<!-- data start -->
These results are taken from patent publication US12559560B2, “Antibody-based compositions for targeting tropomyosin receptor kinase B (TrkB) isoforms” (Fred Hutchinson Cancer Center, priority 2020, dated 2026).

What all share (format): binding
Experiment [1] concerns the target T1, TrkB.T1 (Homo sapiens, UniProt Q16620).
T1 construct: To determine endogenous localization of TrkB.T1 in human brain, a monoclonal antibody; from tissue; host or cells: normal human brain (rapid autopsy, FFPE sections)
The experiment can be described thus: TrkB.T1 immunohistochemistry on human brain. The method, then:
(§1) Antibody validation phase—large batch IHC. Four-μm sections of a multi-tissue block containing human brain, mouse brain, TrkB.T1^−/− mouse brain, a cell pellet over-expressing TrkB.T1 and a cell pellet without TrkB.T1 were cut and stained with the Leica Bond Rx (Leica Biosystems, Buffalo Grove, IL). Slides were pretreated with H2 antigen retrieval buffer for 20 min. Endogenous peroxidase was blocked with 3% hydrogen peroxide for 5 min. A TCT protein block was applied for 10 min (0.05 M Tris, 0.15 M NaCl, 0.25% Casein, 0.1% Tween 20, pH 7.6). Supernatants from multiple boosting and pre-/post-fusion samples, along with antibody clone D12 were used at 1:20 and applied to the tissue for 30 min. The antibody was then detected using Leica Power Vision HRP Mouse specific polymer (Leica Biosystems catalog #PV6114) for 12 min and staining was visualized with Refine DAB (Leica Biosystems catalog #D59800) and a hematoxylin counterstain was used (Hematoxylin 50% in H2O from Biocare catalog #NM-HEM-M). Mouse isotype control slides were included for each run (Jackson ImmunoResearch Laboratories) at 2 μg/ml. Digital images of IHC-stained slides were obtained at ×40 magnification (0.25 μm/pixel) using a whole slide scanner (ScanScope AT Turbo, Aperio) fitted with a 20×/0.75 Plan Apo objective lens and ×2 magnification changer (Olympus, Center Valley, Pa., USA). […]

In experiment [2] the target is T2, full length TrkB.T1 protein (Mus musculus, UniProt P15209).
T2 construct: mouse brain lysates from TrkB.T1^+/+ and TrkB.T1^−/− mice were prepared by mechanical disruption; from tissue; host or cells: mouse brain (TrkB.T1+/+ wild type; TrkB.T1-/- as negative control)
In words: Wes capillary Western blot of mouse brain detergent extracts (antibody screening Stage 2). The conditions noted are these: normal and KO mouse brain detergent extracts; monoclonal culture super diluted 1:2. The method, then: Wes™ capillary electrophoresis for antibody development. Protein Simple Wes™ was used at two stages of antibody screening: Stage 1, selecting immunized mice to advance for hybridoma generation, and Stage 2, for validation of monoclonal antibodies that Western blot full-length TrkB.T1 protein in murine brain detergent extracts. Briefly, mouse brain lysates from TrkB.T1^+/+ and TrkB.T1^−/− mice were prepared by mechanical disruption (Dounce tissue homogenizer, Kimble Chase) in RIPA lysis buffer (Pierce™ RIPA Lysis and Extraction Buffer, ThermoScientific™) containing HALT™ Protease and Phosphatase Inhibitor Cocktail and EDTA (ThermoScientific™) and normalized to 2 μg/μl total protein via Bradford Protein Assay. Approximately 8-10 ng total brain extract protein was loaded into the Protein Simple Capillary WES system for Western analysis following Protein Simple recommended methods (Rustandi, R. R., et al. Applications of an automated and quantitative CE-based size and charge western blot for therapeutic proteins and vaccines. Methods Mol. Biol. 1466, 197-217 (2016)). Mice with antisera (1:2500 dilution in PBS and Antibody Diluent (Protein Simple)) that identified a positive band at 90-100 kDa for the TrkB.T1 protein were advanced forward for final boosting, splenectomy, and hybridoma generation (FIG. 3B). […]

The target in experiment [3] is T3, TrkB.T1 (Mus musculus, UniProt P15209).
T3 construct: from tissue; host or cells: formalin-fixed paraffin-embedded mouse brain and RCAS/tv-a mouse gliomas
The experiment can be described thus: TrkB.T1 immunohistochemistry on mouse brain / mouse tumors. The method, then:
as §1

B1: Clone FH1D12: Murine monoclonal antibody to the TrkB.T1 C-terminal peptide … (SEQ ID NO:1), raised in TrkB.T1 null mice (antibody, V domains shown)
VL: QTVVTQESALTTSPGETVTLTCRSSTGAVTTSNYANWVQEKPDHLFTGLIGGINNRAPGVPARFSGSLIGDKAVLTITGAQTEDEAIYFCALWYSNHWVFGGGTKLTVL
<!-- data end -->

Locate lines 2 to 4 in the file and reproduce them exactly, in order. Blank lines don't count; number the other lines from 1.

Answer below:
What all share (format): binding
Experiment [1] concerns the target T1, TrkB.T1 (Homo sapiens, UniProt Q16620).
T1 construct: To determine endogenous localization of TrkB.T1 in human brain, a monoclonal antibody; from tissue; host or cells: normal human brain (rapid autopsy, FFPE sections)